Novels can be a source of comfort and sustenance not only to their readers, but to their writers too. This idea seems especially true for writers working in an autobiographical mode, mining their own pasts, watching the spectres of people pass by, reliving the heady moments of youth, thinking about roads taken and others left behind.
These are the thoughts occasioned by the reading of The Idle Years, a novel first published in two parts in 1949 and 1950 by the great Turkish writer, Orhan Kemal, often referred to in the English-speaking world as the Turkish Dickens, and now newly and strikingly translated by Cengiz Luhal. Although it is sometimes a mistake to link a writer’s books too closely to his autobiography, it would seem that The Idle Years calls out for such a reading.
The Idle Years: Peter Owen,224 pages, £11.95 (around Rs950).
The unnamed narrator of the book is the son of a charismatic and authoritarian political agitator who is sent into exile with his family after falling foul of the Turkish regime. Brought up in a large house with many servants and all the comforts of life, the protagonist is suddenly pitchforked into an unsettling world in which the family is always on the move, money is scarce, and the father’s temper thunderous. He is forced to do menial jobs, and begins to keep the company of a set whom he had previously seen only from afar and with no consideration of their miseries: workers, vagabonds and prostitutes. He is constantly hungry, and when granted a good meal through luck, comradeship or charity, not only eats ravenously but also remembers every dish and every helping for days. He is often consumed by despair and by shame, and, most of all, loathes the heavy hand and bellowing voice of his father.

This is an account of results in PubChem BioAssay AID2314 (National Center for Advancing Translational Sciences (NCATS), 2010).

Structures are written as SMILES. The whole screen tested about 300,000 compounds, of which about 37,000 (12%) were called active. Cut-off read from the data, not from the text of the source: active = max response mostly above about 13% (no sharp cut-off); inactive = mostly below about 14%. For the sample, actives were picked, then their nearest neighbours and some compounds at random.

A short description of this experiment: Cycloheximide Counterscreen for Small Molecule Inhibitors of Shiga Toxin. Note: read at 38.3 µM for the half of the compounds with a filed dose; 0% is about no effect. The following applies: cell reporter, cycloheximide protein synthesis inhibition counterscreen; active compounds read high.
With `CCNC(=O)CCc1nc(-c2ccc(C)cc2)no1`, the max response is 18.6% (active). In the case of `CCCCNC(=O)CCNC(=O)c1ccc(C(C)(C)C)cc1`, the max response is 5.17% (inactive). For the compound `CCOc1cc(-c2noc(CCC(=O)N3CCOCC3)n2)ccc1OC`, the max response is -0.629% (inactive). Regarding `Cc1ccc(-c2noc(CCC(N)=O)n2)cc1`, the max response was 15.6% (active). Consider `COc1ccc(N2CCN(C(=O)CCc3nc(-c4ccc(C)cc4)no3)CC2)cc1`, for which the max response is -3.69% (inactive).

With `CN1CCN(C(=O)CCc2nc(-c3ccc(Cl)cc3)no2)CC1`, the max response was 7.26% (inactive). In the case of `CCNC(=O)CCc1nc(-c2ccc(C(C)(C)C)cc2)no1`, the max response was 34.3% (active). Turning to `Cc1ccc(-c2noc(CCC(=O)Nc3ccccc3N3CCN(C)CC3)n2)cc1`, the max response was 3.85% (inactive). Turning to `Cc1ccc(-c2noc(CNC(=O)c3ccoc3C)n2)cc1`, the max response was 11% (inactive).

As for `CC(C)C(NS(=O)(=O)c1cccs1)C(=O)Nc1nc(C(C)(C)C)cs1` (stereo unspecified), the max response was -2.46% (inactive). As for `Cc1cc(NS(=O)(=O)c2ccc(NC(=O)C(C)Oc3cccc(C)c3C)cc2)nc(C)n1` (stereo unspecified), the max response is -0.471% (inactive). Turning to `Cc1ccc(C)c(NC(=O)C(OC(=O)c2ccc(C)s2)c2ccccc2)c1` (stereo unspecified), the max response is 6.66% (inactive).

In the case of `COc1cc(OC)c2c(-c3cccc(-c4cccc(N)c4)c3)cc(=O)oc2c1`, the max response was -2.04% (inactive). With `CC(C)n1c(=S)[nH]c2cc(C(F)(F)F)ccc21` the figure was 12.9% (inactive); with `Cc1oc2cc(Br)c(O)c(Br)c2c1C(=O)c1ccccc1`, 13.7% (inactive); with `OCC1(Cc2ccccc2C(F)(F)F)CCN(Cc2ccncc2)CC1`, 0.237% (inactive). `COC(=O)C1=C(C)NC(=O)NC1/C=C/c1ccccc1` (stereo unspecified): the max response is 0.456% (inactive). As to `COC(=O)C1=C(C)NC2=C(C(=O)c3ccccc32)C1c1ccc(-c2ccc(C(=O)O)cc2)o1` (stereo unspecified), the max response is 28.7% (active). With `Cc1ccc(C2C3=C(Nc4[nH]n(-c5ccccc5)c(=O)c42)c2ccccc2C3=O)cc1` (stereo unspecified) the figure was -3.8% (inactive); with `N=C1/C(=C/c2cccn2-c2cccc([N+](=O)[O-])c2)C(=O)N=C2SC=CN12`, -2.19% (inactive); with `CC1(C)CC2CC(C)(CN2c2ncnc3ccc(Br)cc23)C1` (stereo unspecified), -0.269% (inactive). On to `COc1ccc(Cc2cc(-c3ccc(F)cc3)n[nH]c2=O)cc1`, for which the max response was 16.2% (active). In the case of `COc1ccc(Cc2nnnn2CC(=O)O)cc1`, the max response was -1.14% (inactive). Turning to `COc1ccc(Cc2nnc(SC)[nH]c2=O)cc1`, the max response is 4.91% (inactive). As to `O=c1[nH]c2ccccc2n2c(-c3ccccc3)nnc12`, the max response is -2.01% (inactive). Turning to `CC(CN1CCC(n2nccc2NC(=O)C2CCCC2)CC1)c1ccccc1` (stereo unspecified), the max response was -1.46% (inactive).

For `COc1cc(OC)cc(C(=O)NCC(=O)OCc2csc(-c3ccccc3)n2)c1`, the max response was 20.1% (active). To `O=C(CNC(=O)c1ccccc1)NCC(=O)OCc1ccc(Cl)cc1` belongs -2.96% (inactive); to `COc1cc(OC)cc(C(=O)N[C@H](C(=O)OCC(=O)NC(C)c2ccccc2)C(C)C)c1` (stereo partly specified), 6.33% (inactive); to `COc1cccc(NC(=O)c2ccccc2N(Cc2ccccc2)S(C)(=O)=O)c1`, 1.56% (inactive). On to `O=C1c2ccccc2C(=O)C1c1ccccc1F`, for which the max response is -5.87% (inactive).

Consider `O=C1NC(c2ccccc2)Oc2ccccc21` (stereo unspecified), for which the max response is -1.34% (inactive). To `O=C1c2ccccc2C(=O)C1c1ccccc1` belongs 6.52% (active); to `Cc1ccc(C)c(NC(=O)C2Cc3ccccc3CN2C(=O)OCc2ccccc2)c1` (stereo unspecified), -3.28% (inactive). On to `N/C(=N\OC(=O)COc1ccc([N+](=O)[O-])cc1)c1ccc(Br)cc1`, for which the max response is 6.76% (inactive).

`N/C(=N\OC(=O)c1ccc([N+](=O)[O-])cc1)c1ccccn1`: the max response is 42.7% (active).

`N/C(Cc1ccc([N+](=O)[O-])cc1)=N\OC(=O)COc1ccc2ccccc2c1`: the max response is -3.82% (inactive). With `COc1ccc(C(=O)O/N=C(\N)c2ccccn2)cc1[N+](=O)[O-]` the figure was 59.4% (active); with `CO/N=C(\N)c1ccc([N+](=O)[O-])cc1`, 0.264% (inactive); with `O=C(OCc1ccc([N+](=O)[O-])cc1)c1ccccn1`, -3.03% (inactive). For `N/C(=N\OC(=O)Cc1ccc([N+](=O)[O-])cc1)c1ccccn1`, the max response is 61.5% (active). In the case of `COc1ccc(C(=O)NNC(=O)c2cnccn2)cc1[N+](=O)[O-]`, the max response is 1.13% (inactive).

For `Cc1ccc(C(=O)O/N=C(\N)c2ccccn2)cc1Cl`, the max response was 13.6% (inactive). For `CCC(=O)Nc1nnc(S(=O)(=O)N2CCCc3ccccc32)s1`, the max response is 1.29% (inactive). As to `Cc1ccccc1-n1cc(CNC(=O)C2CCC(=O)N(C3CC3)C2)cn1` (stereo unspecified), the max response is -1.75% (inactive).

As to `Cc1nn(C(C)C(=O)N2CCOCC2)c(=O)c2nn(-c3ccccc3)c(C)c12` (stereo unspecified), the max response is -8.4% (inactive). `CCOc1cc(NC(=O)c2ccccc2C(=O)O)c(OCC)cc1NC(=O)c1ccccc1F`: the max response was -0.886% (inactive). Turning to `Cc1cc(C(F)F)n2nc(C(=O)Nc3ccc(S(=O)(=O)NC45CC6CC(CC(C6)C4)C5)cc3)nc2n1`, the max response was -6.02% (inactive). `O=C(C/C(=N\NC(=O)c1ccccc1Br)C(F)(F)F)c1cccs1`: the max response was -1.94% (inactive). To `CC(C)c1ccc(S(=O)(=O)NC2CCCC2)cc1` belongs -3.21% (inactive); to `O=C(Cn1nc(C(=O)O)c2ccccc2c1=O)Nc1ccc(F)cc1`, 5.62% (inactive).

This story more broadly follows the contours of Kemal’s own youth, and it might be seen as part of that current in literature in which writers mull over the weight placed on their lives, in both good and bad ways, by their fathers: the early novels and later autobiographical meditations of V.S. Naipaul, for instance, or even the essays of Kemal’s famous countryman Orhan Pamuk (who has written a short, admiring foreword for this book). Indeed, the first part of The Idle Years is called My Father’s House, and its closing movement is one in which the protagonist resolves to leave that house and returns from Beirut to his homeland to strike out on his own. In one of the novel’s best passages, the narrator returns to his hometown, Adana, hot with stories of his itinerant life to tell his childhood friends, only to find that nothing is as it used to be: The place that the mind thinks of as home is not as stable as it imagined it to be.
Kemal’s novel beautifully evokes the world-changing ardour and angst of youth, the consolations of friendship, the aches and burns of love, and the redemption of constant misery and hardship by small acts of kindness or brief interludes of escape. Many of his characters are great talkers, but they talk in a stop-start fashion, stumbling from one subject to another, or revealing some acute particularity of their character.
Old world: Much of what Kemal says about Turkey is relevant today.
The book ends with a scene in which the protagonist, still impoverished, marries his beloved wearing a borrowed suit, shoes and tie. The newly-weds are excited by the beautiful gifts that they have been given, and begin to construct a castle of dreams upon them, only to find that the groom’s grandmother borrowed them all from family and friends to make the wedding look good, and that the goods must now all be returned.
This episode is symbolic of the whole story, in which hope and yearning are trying to break free of the chains of reality, and disappointment is quickly forgotten. The last line of the novel—“So we carried on with our lives, appreciating all that we had”—seems both an observation of fact and a piece of friendly advice to the reader.
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